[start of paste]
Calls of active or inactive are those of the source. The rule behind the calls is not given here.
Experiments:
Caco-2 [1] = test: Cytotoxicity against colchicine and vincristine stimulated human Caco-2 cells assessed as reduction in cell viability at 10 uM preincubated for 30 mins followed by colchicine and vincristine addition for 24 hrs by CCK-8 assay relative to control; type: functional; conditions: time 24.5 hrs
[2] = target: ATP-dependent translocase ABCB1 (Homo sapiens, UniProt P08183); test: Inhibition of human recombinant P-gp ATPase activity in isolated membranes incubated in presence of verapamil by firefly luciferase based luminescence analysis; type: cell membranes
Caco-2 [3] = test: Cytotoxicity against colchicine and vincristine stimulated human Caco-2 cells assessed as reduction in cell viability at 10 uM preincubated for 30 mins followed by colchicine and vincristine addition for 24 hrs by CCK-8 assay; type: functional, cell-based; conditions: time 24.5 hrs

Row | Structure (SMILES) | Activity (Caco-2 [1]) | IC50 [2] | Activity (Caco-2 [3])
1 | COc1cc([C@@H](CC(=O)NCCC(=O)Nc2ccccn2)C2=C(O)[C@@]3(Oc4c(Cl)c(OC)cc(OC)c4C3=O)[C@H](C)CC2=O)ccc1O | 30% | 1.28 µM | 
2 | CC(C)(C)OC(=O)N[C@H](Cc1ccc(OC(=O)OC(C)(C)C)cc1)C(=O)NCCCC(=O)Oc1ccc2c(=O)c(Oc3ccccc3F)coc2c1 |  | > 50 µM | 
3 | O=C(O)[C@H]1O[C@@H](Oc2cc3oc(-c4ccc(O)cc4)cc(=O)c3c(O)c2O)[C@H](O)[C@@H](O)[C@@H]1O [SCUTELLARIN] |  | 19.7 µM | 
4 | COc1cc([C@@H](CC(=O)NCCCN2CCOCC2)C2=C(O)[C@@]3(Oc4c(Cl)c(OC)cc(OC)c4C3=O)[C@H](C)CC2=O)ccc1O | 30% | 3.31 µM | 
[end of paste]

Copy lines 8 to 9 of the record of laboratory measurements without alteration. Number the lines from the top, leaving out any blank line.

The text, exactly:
2 | CC(C)(C)OC(=O)N[C@H](Cc1ccc(OC(=O)OC(C)(C)C)cc1)C(=O)NCCCC(=O)Oc1ccc2c(=O)c(Oc3ccccc3F)coc2c1 |  | > 50 µM | 
3 | O=C(O)[C@H]1O[C@@H](Oc2cc3oc(-c4ccc(O)cc4)cc(=O)c3c(O)c2O)[C@H](O)[C@@H](O)[C@@H]1O [SCUTELLARIN] |  | 19.7 µM | 